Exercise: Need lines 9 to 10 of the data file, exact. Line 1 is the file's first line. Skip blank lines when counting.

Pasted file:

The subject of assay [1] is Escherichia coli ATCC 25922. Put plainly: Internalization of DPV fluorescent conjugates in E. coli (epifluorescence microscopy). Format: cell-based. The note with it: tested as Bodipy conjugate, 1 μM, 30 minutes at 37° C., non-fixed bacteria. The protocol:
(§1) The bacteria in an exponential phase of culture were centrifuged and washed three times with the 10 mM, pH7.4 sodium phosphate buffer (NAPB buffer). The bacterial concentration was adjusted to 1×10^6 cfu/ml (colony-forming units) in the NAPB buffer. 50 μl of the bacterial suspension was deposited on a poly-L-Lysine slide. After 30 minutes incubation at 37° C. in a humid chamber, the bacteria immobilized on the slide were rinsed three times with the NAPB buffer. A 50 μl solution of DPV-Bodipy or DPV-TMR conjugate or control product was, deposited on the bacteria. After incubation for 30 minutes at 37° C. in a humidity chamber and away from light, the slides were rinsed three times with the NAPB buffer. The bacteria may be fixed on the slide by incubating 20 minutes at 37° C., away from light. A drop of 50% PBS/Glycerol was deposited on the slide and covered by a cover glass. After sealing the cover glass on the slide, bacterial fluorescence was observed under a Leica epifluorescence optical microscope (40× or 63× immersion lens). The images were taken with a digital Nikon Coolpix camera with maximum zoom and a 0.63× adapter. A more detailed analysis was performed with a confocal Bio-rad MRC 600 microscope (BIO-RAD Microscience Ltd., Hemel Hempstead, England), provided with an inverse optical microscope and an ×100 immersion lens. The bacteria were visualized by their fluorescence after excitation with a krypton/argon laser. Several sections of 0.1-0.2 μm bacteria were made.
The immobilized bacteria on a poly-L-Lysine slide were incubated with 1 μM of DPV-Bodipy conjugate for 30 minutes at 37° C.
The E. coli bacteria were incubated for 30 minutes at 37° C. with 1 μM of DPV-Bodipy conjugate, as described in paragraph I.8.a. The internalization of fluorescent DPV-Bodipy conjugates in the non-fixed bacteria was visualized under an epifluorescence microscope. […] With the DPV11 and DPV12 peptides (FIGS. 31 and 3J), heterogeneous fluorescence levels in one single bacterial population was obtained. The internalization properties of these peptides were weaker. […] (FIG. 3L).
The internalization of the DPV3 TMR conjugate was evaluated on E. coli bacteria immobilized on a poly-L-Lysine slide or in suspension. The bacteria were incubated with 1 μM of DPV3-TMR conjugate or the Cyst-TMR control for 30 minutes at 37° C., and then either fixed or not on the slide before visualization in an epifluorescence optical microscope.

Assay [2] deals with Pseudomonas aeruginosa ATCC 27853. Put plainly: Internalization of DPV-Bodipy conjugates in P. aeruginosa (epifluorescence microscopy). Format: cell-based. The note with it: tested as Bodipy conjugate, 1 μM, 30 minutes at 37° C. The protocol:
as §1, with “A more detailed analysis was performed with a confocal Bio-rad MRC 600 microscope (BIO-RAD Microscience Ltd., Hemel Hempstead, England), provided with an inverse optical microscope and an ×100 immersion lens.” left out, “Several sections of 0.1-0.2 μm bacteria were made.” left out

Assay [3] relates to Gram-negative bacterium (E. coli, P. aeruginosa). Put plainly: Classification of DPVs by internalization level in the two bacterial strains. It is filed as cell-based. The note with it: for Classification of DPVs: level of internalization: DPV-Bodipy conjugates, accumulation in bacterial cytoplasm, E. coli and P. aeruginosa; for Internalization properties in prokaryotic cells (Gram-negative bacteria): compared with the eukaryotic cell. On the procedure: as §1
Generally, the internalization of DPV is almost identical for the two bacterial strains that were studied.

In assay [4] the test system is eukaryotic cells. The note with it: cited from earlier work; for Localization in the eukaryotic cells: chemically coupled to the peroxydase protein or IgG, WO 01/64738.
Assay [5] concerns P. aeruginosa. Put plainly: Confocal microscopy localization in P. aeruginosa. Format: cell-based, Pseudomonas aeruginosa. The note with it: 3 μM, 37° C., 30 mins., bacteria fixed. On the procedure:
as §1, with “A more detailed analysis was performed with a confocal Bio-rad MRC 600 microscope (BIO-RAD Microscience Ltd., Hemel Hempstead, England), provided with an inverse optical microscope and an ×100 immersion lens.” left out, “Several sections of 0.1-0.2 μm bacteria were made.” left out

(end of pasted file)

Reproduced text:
Generally, the internalization of DPV is almost identical for the two bacterial strains that were studied.

In assay [4] the test system is eukaryotic cells. The note with it: cited from earlier work; for Localization in the eukaryotic cells: chemically coupled to the peroxydase protein or IgG, WO 01/64738.